Controls on Spatial and Temporal Variability in Northern Hemisphere Terrestrial Snow Melt Timing, 1979-2012
J. R. Mioduszewski, A. K. Rennermalm, D. A. Robinson, L. Wang. Controls on Spatial and Temporal Variability in Northern Hemisphere Terrestrial Snow Melt Timing, 1979-2012. Journal of Climate, 28(6), 2136-2153, doi:10.1175/JCLI-D-14-00558.1. http://journals.ametsoc.org/doi/abs/10.1175/JCLI-D-14-00558.1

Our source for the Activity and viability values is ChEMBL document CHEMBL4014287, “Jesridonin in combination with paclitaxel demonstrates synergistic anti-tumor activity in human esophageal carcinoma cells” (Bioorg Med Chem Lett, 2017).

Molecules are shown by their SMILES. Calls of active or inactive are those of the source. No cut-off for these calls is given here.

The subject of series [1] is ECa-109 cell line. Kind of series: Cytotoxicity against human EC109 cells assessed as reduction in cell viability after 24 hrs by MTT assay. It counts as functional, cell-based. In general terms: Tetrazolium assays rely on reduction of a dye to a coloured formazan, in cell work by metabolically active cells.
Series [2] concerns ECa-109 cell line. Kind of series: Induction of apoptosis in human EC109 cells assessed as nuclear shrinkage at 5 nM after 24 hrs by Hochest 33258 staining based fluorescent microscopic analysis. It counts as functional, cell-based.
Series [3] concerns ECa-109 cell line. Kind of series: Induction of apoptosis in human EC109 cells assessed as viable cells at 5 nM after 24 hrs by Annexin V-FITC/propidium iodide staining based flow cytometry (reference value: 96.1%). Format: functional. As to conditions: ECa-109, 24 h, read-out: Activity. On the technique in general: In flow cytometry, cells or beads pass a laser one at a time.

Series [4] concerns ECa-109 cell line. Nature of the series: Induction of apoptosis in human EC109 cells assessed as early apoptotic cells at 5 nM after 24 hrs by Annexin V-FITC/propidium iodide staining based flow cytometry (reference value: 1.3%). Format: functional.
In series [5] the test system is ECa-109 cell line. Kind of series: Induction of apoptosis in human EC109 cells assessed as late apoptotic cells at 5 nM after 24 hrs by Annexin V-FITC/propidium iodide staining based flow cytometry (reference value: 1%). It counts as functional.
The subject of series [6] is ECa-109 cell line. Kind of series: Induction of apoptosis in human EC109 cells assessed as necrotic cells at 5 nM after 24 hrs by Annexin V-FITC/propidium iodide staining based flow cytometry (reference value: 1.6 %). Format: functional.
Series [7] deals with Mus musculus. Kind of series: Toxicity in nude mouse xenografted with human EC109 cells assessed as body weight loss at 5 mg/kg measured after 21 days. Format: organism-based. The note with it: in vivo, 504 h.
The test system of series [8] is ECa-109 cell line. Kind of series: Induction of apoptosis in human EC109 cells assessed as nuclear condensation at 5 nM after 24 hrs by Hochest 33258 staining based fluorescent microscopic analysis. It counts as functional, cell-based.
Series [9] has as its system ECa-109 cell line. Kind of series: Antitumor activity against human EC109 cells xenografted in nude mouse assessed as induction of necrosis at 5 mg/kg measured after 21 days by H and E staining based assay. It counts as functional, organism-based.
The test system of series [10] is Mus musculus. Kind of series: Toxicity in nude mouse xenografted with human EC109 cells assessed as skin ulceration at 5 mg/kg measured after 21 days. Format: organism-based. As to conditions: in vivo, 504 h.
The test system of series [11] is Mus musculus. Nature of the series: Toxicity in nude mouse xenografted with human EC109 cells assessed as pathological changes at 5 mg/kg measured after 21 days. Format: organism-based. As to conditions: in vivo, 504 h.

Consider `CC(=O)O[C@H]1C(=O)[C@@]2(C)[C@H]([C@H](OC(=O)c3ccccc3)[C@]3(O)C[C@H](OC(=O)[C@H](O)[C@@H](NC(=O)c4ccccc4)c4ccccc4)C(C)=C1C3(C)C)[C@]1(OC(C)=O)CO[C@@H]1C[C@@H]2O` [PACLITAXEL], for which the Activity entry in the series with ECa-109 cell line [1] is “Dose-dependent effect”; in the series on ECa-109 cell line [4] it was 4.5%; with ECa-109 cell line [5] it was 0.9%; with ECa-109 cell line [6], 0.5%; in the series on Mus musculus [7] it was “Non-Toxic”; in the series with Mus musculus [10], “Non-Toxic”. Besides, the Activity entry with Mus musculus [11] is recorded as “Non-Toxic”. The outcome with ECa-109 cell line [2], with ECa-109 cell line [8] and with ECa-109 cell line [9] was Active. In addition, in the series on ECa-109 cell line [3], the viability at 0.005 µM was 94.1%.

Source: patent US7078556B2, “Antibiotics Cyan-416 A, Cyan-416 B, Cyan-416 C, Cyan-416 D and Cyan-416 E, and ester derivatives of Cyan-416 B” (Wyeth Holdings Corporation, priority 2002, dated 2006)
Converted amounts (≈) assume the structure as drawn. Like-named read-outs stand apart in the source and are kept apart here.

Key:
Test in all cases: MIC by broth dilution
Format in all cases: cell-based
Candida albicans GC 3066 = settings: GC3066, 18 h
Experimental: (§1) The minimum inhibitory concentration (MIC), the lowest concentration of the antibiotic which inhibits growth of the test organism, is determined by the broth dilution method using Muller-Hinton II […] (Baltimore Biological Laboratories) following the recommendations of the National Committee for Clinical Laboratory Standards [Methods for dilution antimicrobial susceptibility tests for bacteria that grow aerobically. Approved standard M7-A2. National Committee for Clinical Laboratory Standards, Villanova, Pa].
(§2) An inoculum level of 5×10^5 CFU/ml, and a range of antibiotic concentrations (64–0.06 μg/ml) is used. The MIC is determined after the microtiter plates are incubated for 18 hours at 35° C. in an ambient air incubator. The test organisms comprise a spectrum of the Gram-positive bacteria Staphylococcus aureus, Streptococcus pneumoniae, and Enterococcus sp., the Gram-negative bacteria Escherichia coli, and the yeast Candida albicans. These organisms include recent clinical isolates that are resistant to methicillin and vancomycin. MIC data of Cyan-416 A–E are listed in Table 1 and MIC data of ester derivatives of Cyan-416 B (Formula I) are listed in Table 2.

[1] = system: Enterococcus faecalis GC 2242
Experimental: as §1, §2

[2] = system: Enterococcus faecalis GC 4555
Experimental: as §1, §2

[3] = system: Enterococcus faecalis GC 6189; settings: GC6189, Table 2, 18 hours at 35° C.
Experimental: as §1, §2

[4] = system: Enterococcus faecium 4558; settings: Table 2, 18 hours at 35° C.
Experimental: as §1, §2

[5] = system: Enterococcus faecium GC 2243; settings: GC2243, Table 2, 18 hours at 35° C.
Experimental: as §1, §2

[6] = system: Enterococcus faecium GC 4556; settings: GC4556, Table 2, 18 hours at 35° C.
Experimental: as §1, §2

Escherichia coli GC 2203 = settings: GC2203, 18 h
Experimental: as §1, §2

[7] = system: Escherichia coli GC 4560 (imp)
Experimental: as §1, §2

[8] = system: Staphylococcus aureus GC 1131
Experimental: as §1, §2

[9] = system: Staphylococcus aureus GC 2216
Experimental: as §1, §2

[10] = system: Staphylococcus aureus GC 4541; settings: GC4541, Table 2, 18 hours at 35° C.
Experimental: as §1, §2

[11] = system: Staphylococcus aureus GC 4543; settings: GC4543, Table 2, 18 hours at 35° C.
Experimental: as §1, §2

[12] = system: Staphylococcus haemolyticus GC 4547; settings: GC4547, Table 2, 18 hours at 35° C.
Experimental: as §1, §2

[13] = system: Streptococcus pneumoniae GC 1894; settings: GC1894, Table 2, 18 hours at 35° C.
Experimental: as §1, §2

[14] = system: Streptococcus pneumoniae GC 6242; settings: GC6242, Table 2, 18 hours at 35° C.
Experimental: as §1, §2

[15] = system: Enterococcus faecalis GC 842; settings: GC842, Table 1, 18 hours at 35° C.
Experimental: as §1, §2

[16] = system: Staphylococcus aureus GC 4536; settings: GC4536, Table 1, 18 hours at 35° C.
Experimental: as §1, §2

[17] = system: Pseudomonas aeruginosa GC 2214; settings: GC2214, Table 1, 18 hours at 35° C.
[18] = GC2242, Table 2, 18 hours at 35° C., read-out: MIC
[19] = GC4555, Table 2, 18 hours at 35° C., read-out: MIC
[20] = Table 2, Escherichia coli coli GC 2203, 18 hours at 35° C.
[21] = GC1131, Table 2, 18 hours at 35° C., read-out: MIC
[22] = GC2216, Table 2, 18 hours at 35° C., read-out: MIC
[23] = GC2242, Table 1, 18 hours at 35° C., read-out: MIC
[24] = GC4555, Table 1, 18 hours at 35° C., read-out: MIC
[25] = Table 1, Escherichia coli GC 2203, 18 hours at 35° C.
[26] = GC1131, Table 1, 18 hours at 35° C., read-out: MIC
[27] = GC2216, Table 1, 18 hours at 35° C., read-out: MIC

Spring snowmelt onset has occurred earlier across much of the Northern Hemisphere land area in the last four decades. Understanding the mechanisms driving spring melt has remained a challenge, particularly in its spatial and temporal variability. Here, melt onset dates (MOD) obtained from passive microwave satellite data are used, as well as energy balance and meteorological fields from NASA’s Modern-Era Retrospective Analysis for Research and Applications, to assess trends in theMODand attribute melt onset across much of Arctic and sub-Arctic Eurasia and North America during the spring snowmelt season from 1979 to 2012. Across much of the Northern Hemisphere MOD has occurred 1–2 weeks earlier over this period, with the strongest trends in western and central Russia and insignificant trends across most of North America. Trends in MOD are reflected by those in energy balance terms, with energy advection providing an increasing proportion of melt energy in regions with the strongest MODtrends. Energy advection plays a larger role in melt onset in regions where snow begins melting in March and April, while insolation and long wave radiation drives melt where the MOD occurs in May and June. This implies that there is a potential shift in snowmelt drivers toward those involved in advective processes rather than radiative processes with an earlierMOD.As the high latitudes warm and terrestrial snow cover continues to melt and disappear earlier in the spring, it is valuable to elucidate regional snowmelt sensitivities to better understand regional responses to changing climatological processes.